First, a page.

Length: 8.86 km (≈ 4 hours) – Elevation gain: 637m – Elevation loss: 643m
Start your day according to the tide time table you were given at the park information center! Today, you have to do the first “real” river crossing, the Lottering River. The walk to reach the Lottering River is quite easy on an already familiar bit of rocky path along the coast. Since we did the Otter trail in summer (beginning of December), the water of the Lottering River was so low we could easily walk through it barefoot. Yet, be aware that you might have to swim through it during the wetter season. Due to the early start, we decided to have a rest in the bay before the final climb to the cabin which was built at the banks of the river facing the sea. However, we were soon surprised by several prying baboons and decided to continue before getting in a fight with them. There were several little rock pools around the cabin – ideal for a swim. If you have time, the banks of the Lottering River are worth being explored in the afternoon – you will find some fish, birds and other insects! Just bear in mind the tide time table so that your way back won’t be cut off.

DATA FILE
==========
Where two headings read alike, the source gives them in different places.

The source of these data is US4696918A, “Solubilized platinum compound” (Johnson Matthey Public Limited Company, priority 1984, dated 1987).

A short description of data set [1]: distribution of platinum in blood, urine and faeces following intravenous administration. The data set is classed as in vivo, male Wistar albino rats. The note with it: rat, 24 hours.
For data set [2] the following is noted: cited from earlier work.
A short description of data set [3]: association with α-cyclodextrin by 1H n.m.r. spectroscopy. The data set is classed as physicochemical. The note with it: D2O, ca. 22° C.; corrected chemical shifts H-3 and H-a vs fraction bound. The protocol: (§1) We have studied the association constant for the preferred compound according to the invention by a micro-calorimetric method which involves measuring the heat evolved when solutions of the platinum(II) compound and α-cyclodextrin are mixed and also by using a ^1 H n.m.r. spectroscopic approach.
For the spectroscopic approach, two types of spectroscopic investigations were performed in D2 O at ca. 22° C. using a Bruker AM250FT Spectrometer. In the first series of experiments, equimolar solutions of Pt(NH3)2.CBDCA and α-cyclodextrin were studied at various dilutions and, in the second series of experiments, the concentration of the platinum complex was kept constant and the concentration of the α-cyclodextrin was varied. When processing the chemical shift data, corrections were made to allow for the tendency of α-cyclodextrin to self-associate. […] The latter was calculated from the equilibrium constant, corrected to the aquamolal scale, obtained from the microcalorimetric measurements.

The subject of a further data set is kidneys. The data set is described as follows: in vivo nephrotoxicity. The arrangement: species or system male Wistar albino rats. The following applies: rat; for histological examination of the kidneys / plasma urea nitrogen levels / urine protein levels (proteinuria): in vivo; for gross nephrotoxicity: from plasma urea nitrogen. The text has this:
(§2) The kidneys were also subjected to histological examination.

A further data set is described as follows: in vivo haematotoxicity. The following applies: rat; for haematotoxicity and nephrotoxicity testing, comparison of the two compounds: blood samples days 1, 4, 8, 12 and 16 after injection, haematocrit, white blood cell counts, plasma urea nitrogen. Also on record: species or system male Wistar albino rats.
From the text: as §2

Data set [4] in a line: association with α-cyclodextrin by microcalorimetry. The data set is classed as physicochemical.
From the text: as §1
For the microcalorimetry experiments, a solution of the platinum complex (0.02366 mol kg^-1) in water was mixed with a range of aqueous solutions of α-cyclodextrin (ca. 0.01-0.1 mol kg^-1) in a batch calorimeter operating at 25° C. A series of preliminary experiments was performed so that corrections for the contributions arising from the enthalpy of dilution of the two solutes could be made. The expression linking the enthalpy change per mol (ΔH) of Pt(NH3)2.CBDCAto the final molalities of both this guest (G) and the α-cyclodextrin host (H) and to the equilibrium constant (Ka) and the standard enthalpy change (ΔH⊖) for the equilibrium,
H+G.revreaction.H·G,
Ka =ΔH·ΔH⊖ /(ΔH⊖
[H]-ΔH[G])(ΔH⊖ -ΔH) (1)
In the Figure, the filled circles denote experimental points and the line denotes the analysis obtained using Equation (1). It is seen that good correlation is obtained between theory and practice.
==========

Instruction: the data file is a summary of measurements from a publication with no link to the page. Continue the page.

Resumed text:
Length: 13.9 km (≈ 6 hours) – Elevation gain: 731m – Elevation loss: 729m